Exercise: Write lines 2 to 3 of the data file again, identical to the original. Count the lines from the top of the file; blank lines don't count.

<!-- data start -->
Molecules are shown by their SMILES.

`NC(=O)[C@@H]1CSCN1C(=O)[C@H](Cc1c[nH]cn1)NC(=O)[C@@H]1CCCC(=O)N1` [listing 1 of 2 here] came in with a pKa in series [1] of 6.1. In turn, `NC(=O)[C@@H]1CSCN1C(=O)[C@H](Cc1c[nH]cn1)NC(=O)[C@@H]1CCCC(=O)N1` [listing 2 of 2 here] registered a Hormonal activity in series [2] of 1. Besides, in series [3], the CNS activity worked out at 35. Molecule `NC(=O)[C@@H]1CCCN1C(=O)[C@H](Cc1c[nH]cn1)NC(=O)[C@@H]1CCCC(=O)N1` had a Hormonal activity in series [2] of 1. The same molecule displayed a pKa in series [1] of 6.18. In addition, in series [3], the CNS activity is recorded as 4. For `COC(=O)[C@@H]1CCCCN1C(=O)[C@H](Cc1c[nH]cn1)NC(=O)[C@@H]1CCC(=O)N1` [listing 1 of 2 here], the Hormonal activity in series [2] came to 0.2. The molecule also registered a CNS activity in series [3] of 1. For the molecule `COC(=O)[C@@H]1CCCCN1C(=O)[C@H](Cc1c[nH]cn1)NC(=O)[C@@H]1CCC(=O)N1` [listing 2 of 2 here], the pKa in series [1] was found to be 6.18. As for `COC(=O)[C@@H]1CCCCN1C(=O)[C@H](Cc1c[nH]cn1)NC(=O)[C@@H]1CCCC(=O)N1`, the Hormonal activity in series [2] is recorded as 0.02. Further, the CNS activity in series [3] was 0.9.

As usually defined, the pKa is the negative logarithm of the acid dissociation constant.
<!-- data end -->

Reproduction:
`NC(=O)[C@@H]1CSCN1C(=O)[C@H](Cc1c[nH]cn1)NC(=O)[C@@H]1CCCC(=O)N1` [listing 1 of 2 here] came in with a pKa in series [1] of 6.1. In turn, `NC(=O)[C@@H]1CSCN1C(=O)[C@H](Cc1c[nH]cn1)NC(=O)[C@@H]1CCCC(=O)N1` [listing 2 of 2 here] registered a Hormonal activity in series [2] of 1. Besides, in series [3], the CNS activity worked out at 35. Molecule `NC(=O)[C@@H]1CCCN1C(=O)[C@H](Cc1c[nH]cn1)NC(=O)[C@@H]1CCCC(=O)N1` had a Hormonal activity in series [2] of 1. The same molecule displayed a pKa in series [1] of 6.18. In addition, in series [3], the CNS activity is recorded as 4. For `COC(=O)[C@@H]1CCCCN1C(=O)[C@H](Cc1c[nH]cn1)NC(=O)[C@@H]1CCC(=O)N1` [listing 1 of 2 here], the Hormonal activity in series [2] came to 0.2. The molecule also registered a CNS activity in series [3] of 1. For the molecule `COC(=O)[C@@H]1CCCCN1C(=O)[C@H](Cc1c[nH]cn1)NC(=O)[C@@H]1CCC(=O)N1` [listing 2 of 2 here], the pKa in series [1] was found to be 6.18. As for `COC(=O)[C@@H]1CCCCN1C(=O)[C@H](Cc1c[nH]cn1)NC(=O)[C@@H]1CCCC(=O)N1`, the Hormonal activity in series [2] is recorded as 0.02. Further, the CNS activity in series [3] was 0.9.

As usually defined, the pKa is the negative logarithm of the acid dissociation constant.